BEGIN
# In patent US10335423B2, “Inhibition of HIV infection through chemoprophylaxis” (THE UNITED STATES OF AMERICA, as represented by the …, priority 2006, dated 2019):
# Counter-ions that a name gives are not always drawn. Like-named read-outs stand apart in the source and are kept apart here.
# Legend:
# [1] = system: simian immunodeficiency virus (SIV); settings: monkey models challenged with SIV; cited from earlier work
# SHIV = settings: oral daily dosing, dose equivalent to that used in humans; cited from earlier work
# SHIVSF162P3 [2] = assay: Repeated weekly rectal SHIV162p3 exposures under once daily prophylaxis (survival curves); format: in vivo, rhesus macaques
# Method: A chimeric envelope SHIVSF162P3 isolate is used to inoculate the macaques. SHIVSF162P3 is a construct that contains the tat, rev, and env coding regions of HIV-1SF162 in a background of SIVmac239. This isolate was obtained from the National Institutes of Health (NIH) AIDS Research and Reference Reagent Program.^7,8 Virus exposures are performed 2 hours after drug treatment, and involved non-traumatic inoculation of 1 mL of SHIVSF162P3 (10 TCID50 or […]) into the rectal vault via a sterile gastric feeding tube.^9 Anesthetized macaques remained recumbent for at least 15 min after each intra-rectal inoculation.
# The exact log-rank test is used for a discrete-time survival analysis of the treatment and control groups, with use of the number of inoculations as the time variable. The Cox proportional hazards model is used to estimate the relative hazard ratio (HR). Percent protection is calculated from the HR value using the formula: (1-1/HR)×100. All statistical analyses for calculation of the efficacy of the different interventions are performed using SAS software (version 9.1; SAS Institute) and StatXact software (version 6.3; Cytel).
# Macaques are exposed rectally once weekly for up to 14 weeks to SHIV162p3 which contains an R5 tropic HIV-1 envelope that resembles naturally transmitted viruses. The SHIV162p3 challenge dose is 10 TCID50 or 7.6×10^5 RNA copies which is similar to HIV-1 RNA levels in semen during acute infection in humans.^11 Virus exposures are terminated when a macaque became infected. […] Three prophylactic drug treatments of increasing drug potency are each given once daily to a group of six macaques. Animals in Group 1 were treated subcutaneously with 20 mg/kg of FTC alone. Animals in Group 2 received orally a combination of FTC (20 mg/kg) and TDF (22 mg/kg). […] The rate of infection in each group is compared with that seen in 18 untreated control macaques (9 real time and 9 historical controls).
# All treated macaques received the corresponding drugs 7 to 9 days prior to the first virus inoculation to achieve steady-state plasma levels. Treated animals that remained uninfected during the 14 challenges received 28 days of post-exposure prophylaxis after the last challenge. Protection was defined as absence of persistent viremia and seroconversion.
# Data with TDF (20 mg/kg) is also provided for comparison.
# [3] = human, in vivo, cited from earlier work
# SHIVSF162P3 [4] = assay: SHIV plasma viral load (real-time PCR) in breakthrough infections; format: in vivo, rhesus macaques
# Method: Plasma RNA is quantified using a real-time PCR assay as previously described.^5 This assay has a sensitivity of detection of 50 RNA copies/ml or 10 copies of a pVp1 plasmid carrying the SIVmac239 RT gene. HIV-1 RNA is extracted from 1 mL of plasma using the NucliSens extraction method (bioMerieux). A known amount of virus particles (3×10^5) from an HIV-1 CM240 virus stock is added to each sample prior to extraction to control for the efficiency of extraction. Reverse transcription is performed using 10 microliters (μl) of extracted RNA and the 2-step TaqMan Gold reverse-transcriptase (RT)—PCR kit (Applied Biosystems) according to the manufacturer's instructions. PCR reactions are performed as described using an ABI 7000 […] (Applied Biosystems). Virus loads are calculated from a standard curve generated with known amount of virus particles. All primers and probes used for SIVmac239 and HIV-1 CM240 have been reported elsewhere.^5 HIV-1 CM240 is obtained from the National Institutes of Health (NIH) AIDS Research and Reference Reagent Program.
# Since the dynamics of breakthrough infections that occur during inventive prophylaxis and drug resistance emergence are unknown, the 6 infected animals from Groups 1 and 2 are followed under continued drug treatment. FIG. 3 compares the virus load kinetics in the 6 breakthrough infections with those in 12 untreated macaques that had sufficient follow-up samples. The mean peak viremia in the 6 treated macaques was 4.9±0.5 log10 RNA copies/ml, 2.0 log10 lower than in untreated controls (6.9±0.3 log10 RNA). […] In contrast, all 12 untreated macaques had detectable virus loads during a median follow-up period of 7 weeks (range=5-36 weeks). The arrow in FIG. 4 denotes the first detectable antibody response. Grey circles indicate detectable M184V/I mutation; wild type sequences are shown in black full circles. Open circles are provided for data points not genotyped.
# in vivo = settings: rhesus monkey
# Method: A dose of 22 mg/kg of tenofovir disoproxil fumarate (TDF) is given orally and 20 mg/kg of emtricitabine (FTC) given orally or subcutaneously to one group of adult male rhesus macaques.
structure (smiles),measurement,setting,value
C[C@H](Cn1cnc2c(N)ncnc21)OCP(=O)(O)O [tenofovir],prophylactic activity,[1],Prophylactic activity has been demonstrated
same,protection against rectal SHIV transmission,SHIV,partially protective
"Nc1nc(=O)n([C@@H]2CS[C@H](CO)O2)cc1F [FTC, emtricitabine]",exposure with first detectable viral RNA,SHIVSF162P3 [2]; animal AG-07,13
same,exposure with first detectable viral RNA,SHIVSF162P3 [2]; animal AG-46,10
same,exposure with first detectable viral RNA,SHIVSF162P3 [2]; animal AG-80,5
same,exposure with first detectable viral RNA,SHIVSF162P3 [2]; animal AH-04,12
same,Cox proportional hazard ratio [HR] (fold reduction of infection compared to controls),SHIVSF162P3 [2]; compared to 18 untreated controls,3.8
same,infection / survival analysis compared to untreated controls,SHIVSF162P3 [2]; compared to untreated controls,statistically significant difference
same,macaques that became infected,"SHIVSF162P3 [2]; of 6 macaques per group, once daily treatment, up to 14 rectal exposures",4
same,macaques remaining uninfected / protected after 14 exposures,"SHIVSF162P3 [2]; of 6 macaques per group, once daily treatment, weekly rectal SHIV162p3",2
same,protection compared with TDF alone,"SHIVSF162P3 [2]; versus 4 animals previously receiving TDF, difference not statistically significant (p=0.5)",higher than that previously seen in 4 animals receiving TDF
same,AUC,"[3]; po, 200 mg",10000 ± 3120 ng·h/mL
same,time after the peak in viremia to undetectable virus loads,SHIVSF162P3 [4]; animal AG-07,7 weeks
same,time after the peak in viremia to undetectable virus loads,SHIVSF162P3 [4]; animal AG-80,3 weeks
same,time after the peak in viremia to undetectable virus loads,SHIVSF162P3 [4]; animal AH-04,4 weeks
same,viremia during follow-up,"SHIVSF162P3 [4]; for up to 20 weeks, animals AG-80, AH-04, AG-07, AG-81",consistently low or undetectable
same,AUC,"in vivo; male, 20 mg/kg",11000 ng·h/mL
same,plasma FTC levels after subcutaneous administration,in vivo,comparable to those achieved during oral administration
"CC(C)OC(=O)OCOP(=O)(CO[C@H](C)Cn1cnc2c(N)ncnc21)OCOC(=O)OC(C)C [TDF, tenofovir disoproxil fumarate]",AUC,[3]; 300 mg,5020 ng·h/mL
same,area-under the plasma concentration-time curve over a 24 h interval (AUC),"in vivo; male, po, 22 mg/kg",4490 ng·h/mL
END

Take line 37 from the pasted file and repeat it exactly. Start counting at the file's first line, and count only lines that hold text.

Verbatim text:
"CC(C)OC(=O)OCOP(=O)(CO[C@H](C)Cn1cnc2c(N)ncnc21)OCOC(=O)OC(C)C [TDF, tenofovir disoproxil fumarate]",AUC,[3]; 300 mg,5020 ng·h/mL